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The Lottery Winners - Live at Staggeringly Good Brewery Review

The Lottery Winners

Just days after their new record ‘Anxiety Replacement Therapy’ secured the Winners their first UK no.1 album, the band play a sold out show at Portsmouth’s Staggeringly Good Brewery.

Hosted by Pie and Vinyl, the show was in support of The Lottery Winners’ newest album, which saw the Manchester four-piece triumph over fierce competition for the No.1 album spot; beating The National despite all their Taylor Swift and Phoebe Bridgers features.

Not to say The Lottery Winner’s latest effort doesn’t feature additions from music legends either, with Boy George, Frank Turner and Shaun Ryder featuring. Ryder even resurrects his ‘Call the cops’ line from 1990’s ‘Step On’ on the tongue-in-cheek track ‘Money’.

‘Anxiety Replacement Therapy’ sounds like a well-balanced step forward for The Lottery Winners. It has a wider instrumental palette and even more bombastic choruses on tracks like ‘Burning House’ and ‘Letter to Myself’. Their undeniably catchy songwriting style is evident throughout, despite the album’s exploration of serious mental health issues. Though the tone of the lyrics when coupled with their energetic sound makes the album play with a great sense of optimism.

The band’s set was a stripped-back acoustic set, which frontman Thomas Rylance jokingly compared to Nirvana’s MTV Unplugged album. Set opener ‘Favourite Flavour’ proved the set was going to be the antithesis to any Cobain-esque moodiness; a bright and joyous tune already backed by quite the sing-a-long.

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(The Lottery Winners live at Staggeringly Good Brewery, Portsmouth, 10th May 2023)

The tracks ‘Little Things’ and ‘Sunshine’ followed, illustrating the strength of the songs alone, which never lost their charm despite the lack of full instrumentation. The show allowed each member to showcase different strengths, from bassist Katie Lloyd and lead guitarist Robert Lally taking lead vocals on the dreamy ‘Sunshine’ and ‘Let Me Down’ respectively.

The two have commanding voices, with Lloyd’s impressive high register giving a satisfying tonal quality when paired with Rylance’s. Lally’s majestic beard would have never given away his immense vocal talent.

Rylance, who had been firmly centre stage until that number, switched to playing lead guitar for ‘Let Me Down’ as Lally took the vocals. Rylance unleashed a completely surprising beast of a guitar solo, filled with heavy distortion, expert vibrato and harmonics, all the elements of a great hard rock guitar solo placed rather innocently into an upbeat pop song.

The joy stemmed from its out-of-place nature, it did not belong in an acoustic set, but that made it an incredibly charming move. It felt right at home with the Winners’ joyful attitude.

If there was a drinking game for how many times Thom mentioned their number one album, by 2 songs in you’d be seeking some serious medical assistance.

Despite many bands playing it cool and rarely speaking in between songs, the Lottery Winners crowd interaction was incredible. It never felt forced or gimmicky, and their self-awareness shone through, an endearing quality to the band.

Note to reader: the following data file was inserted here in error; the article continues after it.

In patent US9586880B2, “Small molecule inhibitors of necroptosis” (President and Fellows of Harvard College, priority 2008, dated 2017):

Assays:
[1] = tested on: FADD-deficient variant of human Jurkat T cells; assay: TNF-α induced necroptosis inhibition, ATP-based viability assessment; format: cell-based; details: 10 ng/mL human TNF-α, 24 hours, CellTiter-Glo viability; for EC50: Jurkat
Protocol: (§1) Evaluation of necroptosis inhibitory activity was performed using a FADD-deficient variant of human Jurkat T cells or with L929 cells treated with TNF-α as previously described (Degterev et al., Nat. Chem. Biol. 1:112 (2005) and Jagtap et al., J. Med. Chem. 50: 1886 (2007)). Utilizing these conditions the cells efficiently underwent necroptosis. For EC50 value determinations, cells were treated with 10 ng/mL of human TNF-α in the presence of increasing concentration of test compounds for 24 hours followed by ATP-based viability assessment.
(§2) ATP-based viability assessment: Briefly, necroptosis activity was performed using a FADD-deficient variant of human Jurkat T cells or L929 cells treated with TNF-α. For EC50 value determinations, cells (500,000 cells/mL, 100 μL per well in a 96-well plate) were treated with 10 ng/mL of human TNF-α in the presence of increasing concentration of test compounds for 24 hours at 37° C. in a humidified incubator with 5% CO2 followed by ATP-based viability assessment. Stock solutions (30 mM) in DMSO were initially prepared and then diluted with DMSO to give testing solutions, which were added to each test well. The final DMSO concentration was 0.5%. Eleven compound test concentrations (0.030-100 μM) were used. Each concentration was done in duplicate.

The interaction included passing their No. 1 trophy around during an impromptu Johnny Cash style number about the award. They even got themselves an audience member to be their own Bez onstage for the track ‘Money’, with the song originally featuring the Happy Mondays’ Shaun Ryder.

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(Audience member acting as their Bez for the track 'Money')

The anecdotes were hilarious, with Thom detailing how the infamous Seymour Stein first signed the band. The story led into ‘Overthink Everything’ dedicated to Stein, who believed in the band wholly, but passed before this album campaign, sadly never seeing them succeed in reaching number one.

The acoustic set premise had caught the band out, admitting this is the first time they had done many of their songs in this format. A risk, for sure, though despite a forgotten verse here or there, I’d argue you wouldn’t have been able to tell.

Lead guitarist Robert Lally gave the band’s acoustic sound a necessary electric texture on guitar, taking a skilled, minimalist approach to his playing which sat nicely in the mix.

After finishing their main set with 2021’s ‘Start Again’, Rylance, Lally and Lloyd took full advantage of the acoustic set premise with ‘Emerald City’, the first song they ever wrote together. Starting with some soft guitar, the song hit a euphoric high when their three voices were acapella.

The light-hearted tone of the set made this surprisingly earnest moment very impactful. It was a display of serious talent in how their voices interacted, with a gorgeous melancholic result.

The set ended with fan favourite ‘21’ (changed to ‘Number One’ in case you had forgotten they are indeed number one this week), with a huge singalong and judging by the number of choruses they did, it was clear neither the audience nor band wanted the show to end too soon.

The Lottery Winners made the venue feel connected and welcoming, placing them on the same platform as the audience. From the exchanges of banter and self-deprecation to honest discussions about ADHD and mental health, the Lottery Winners’ infectious upbeat energy was undying. They overwhelmingly fulfilled what feels like their band’s goal, to make people feel better through music.

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